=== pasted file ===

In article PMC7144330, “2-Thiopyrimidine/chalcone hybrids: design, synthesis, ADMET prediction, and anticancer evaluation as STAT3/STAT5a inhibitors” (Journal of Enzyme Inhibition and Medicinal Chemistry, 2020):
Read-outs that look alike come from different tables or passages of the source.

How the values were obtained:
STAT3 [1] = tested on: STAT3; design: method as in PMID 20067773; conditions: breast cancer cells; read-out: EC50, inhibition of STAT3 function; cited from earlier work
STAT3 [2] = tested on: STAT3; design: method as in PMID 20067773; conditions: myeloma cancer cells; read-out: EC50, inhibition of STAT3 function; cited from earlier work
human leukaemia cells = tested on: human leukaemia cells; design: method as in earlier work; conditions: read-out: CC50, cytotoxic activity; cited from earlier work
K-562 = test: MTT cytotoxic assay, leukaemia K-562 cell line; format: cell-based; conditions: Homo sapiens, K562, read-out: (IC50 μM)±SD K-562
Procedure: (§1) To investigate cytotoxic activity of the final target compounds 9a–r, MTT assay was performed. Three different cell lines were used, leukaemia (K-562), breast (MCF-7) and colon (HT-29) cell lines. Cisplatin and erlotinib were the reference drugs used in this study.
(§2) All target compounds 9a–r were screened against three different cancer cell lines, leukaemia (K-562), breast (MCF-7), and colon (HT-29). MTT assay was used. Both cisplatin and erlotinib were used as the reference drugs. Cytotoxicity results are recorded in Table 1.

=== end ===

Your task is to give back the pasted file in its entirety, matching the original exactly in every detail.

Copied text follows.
In article PMC7144330, “2-Thiopyrimidine/chalcone hybrids: design, synthesis, ADMET prediction, and anticancer evaluation as STAT3/STAT5a inhibitors” (Journal of Enzyme Inhibition and Medicinal Chemistry, 2020):
Read-outs that look alike come from different tables or passages of the source.

How the values were obtained:
STAT3 [1] = tested on: STAT3; design: method as in PMID 20067773; conditions: breast cancer cells; read-out: EC50, inhibition of STAT3 function; cited from earlier work
STAT3 [2] = tested on: STAT3; design: method as in PMID 20067773; conditions: myeloma cancer cells; read-out: EC50, inhibition of STAT3 function; cited from earlier work
human leukaemia cells = tested on: human leukaemia cells; design: method as in earlier work; conditions: read-out: CC50, cytotoxic activity; cited from earlier work
K-562 = test: MTT cytotoxic assay, leukaemia K-562 cell line; format: cell-based; conditions: Homo sapiens, K562, read-out: (IC50 μM)±SD K-562
Procedure: (§1) To investigate cytotoxic activity of the final target compounds 9a–r, MTT assay was performed. Three different cell lines were used, leukaemia (K-562), breast (MCF-7) and colon (HT-29) cell lines. Cisplatin and erlotinib were the reference drugs used in this study.
(§2) All target compounds 9a–r were screened against three different cancer cell lines, leukaemia (K-562), breast (MCF-7), and colon (HT-29). MTT assay was used. Both cisplatin and erlotinib were used as the reference drugs. Cytotoxicity results are recorded in Table 1.